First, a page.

If you have ever run a Kolmogorov-Smirnov test for normality, you have encountered the Kolmogorov D statistic. The Kolmogorov D statistic is used to assess whether a random sample was drawn from a specified distribution. Although it is frequently used to test for normality, the statistic is "distribution free" in

## Tag: **Numerical Analysis**

In a previous article, I discussed the definition of the Kullback-Leibler (K-L) divergence between two discrete probability distributions. For completeness, this article shows how to compute the Kullback-Leibler divergence between two continuous distributions. When f and g are discrete distributions, the K-L divergence is the sum of f(x)*log(f(x)/g(x)) over all

This article shows how to perform two-dimensional bilinear interpolation in SAS by using a SAS/IML function. It is assumed that you have observed the values of a response variable on a regular grid of locations. A previous article showed how to interpolate inside one rectangular cell. When you have a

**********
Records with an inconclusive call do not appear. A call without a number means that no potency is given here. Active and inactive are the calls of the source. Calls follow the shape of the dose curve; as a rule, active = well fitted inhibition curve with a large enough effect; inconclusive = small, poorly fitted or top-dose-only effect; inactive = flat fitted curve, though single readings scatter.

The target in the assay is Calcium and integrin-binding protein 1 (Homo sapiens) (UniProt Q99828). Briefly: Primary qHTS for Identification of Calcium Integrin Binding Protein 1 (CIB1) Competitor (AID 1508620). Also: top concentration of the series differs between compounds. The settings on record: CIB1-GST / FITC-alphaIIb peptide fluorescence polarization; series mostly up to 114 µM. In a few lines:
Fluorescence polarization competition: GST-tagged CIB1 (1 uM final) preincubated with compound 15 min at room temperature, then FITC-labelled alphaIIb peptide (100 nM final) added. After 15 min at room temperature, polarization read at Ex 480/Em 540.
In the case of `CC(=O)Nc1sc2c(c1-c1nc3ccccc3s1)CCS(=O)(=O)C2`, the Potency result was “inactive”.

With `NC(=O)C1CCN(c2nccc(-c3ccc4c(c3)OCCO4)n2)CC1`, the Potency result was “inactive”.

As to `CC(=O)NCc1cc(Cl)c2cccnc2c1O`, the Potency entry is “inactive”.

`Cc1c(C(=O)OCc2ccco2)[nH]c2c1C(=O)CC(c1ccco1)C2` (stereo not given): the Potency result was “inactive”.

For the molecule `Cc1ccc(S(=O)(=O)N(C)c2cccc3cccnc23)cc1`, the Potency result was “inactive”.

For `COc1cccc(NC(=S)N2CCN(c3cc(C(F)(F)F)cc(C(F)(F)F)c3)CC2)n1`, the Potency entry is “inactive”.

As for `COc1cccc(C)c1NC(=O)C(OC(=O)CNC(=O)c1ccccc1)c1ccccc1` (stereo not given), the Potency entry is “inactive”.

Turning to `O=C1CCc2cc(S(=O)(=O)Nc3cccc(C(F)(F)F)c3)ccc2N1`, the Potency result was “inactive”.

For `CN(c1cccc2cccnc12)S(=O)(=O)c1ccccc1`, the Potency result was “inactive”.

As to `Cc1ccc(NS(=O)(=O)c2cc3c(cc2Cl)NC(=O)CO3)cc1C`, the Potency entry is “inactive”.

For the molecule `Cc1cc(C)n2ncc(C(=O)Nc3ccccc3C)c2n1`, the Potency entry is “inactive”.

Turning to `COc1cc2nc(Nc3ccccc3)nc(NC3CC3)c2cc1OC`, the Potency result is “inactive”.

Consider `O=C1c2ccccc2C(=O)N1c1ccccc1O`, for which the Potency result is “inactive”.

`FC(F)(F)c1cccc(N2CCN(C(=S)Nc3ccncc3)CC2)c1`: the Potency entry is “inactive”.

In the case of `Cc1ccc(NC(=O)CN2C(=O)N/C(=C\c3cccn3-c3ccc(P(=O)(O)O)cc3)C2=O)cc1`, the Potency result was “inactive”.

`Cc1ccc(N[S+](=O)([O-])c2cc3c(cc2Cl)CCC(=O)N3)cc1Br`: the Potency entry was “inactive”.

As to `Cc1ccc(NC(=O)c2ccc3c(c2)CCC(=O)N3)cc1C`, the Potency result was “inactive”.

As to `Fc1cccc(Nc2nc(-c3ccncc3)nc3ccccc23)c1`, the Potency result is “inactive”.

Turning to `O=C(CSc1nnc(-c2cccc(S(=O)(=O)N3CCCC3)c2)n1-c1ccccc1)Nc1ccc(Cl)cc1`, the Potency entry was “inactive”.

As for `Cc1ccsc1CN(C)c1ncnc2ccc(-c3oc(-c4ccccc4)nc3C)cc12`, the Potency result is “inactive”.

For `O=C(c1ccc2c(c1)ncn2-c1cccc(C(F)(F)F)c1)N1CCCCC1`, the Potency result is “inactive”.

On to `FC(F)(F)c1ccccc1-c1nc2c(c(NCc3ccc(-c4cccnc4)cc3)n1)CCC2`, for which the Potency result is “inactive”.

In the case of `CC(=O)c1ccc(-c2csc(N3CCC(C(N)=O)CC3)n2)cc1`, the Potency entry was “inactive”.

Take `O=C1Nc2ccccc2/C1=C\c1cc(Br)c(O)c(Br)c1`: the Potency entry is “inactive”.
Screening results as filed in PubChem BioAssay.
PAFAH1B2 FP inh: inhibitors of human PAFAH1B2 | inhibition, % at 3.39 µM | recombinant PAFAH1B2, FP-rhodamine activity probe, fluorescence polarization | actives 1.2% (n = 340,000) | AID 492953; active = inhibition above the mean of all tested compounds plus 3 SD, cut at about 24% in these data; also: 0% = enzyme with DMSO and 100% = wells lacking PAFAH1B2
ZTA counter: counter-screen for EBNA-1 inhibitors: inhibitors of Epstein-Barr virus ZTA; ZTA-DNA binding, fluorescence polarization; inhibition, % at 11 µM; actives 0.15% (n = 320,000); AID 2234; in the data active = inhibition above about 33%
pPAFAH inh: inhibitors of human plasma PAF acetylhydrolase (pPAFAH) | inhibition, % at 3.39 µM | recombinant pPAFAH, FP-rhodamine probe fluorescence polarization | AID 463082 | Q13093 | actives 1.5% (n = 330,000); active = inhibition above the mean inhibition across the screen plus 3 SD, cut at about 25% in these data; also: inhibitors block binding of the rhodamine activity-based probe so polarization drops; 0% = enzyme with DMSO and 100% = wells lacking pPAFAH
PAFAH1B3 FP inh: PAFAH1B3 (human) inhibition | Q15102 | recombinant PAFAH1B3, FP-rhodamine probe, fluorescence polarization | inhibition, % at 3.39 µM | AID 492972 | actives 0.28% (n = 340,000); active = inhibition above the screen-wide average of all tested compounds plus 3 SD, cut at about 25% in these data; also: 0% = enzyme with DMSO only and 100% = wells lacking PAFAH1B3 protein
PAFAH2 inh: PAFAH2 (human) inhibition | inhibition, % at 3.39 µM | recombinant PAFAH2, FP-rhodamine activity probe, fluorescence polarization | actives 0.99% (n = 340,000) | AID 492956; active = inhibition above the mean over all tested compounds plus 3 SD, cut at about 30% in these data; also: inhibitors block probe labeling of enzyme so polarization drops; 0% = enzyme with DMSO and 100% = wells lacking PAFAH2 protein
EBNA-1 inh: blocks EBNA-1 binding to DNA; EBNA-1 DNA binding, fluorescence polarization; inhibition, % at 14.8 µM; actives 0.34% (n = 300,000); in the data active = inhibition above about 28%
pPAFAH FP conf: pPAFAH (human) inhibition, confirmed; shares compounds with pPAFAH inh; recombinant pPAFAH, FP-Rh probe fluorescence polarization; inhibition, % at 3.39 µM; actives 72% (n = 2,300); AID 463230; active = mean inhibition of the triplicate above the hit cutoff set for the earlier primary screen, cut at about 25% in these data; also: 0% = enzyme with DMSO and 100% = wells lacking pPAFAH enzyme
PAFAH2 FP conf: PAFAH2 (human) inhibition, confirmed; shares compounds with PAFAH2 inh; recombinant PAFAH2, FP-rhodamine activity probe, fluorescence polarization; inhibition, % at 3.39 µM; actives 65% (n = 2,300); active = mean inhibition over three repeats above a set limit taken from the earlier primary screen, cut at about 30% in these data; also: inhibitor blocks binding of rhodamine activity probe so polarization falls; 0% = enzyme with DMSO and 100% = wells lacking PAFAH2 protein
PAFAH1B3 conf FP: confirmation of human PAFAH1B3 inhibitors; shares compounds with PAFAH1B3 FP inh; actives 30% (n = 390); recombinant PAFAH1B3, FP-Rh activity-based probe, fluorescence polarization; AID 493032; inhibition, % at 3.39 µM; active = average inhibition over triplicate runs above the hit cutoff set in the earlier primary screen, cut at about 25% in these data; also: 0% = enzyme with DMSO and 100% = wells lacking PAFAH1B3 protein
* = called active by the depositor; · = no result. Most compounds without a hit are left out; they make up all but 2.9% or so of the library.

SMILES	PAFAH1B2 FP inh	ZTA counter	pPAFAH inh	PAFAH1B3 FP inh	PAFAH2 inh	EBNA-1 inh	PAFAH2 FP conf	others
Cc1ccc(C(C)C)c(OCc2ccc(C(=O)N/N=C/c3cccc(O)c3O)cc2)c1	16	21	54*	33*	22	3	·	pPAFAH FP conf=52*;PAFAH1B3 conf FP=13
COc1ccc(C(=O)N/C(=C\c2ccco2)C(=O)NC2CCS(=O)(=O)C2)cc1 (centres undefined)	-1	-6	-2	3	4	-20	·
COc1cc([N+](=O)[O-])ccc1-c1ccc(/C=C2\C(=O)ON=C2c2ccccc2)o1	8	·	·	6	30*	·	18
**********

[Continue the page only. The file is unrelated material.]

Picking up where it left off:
I've previously written about linear interpolation in one dimension. Bilinear interpolation is a method for two-dimensional interpolation on a rectangle. If the value of a function is known at the four corners of a rectangle, an interpolation scheme gives you a way to estimate the function at any point in

This article shows how to find local maxima and maxima on a regression curve, which means finding points where the slope of the curve is zero. An example appears at the right, which shows locations where the loess smoother in a scatter plot has local minima and maxima. Except for

I recently showed how to use linear interpolation in SAS. Linear interpolation is a common way to interpolate between a set of planar points, but the interpolating function (the interpolant) is not smooth. If you want a smoother interpolant, you can use cubic spline interpolation. This article describes how to

SAS programmers sometimes ask about ways to perform one-dimensional linear interpolation in SAS. This article shows three ways to perform linear interpolation in SAS: PROC IML (in SAS/IML software), PROC EXPAND (in SAS/ETS software), and PROC TRANSREG (in SAS/STAT software). Of these, PROC IML Is the simplest to use and